Those are the experiences that have made him the man -- and more importantly, the President -- he is today.  (Applause.)  So the thing I want you all to remember is that when it comes time to stand up for American workers and American families, you know what my husband is going to do.  When there’s a choice between protecting our rights and our freedoms, you know where Barack stands.  And when we need a leader to make the hard decisions to keep this country moving forward, you know you can count on my husband, your President, because that is what he has been doing every single day in the Oval Office as President of the United States.  (Applause.)  

But I have said this before and I will say it again, and again, and again -- he cannot do this alone. 

AUDIENCE MEMBER:  We got your back!  Yes, we can!  (Applause.)

MRS. OBAMA:  Yes, we can.  Barack needs your help.  He needs you to keep doing what you're doing, making those calls -- more importantly, register those voters.  He needs you to take those commit-to-vote cards -- you know those?  Find them, get them, sign up your friends and your neighbors and your colleagues.  Convince them with every ounce of energy in your soul to join you in giving a little part of your life each week to this campaign.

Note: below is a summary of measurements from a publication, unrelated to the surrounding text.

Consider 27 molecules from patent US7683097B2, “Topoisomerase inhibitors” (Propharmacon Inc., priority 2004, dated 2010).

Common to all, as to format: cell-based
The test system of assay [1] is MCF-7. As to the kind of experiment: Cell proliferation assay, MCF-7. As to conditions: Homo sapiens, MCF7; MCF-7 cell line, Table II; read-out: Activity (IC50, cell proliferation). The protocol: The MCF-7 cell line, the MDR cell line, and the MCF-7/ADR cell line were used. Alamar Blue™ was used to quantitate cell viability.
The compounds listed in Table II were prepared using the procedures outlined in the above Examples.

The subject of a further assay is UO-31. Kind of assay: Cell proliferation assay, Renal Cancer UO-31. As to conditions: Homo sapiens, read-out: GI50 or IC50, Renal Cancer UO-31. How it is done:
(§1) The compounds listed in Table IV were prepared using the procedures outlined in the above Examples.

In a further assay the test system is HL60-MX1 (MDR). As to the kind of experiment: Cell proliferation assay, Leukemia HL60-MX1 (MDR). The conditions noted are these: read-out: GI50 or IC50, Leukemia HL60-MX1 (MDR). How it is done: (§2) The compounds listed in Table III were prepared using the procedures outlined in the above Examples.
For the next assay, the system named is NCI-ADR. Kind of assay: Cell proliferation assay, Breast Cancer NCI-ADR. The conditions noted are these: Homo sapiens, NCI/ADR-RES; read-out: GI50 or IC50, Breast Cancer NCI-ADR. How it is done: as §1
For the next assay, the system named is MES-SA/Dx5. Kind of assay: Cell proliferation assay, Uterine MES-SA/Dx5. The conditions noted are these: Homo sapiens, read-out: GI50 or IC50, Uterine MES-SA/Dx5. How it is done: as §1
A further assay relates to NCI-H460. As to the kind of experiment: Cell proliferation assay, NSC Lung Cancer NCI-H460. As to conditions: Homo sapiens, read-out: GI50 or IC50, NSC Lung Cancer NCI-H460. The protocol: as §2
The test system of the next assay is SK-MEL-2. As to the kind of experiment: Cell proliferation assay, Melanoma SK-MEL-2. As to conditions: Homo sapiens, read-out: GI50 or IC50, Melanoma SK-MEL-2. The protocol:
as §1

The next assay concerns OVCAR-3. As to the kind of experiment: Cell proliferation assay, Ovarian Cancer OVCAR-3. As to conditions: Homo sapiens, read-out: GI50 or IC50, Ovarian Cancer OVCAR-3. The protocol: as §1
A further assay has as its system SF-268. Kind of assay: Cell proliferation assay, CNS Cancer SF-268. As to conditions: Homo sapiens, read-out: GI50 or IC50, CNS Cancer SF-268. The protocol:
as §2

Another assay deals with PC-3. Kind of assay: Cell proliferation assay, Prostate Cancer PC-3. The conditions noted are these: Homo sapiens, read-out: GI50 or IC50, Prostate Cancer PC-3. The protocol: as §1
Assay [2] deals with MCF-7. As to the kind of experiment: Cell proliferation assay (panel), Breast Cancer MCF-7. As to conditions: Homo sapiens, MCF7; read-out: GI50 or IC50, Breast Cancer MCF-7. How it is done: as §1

And then, send them to BarackObama.com.  Send them to that website for more information on how they can get started making that difference.  As Barack has said -- and don't forget, this election will be even closer than ever before.  And if you have any doubt about the difference that you can make, I just want you to remember that in the end, this could all come down to those last few thousand people that we register to vote. 

It could all come down to those last few thousand people we help get to the polls on November the 6th.